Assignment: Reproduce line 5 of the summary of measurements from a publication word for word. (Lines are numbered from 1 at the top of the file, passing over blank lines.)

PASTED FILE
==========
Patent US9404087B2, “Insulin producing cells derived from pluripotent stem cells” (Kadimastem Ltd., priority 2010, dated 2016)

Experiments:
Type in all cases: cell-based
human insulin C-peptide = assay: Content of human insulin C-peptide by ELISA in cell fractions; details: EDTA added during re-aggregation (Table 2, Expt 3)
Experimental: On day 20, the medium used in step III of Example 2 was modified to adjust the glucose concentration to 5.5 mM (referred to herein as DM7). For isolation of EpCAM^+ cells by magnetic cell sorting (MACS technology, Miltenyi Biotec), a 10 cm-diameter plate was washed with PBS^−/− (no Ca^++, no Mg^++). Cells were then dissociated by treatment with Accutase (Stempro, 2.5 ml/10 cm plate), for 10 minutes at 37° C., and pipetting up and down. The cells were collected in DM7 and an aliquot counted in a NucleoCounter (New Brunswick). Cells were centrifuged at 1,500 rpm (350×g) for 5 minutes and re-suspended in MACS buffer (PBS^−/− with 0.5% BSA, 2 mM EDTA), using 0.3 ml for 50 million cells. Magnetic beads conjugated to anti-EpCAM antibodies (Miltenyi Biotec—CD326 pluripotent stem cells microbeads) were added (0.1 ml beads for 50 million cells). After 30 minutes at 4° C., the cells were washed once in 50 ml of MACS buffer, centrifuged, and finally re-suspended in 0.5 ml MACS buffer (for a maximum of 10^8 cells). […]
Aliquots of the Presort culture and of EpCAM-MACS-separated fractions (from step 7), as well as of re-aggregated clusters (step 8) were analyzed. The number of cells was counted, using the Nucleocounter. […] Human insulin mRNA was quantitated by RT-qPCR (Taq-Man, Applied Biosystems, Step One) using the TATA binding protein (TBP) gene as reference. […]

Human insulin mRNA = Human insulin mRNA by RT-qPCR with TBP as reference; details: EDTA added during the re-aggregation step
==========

Experimental: On day 20, the medium used in step III of Example 2 was modified to adjust the glucose concentration to 5.5 mM (referred to herein as DM7). For isolation of EpCAM^+ cells by magnetic cell sorting (MACS technology, Miltenyi Biotec), a 10 cm-diameter plate was washed with PBS^−/− (no Ca^++, no Mg^++). Cells were then dissociated by treatment with Accutase (Stempro, 2.5 ml/10 cm plate), for 10 minutes at 37° C., and pipetting up and down. The cells were collected in DM7 and an aliquot counted in a NucleoCounter (New Brunswick). Cells were centrifuged at 1,500 rpm (350×g) for 5 minutes and re-suspended in MACS buffer (PBS^−/− with 0.5% BSA, 2 mM EDTA), using 0.3 ml for 50 million cells. Magnetic beads conjugated to anti-EpCAM antibodies (Miltenyi Biotec—CD326 pluripotent stem cells microbeads) were added (0.1 ml beads for 50 million cells). After 30 minutes at 4° C., the cells were washed once in 50 ml of MACS buffer, centrifuged, and finally re-suspended in 0.5 ml MACS buffer (for a maximum of 10^8 cells). […]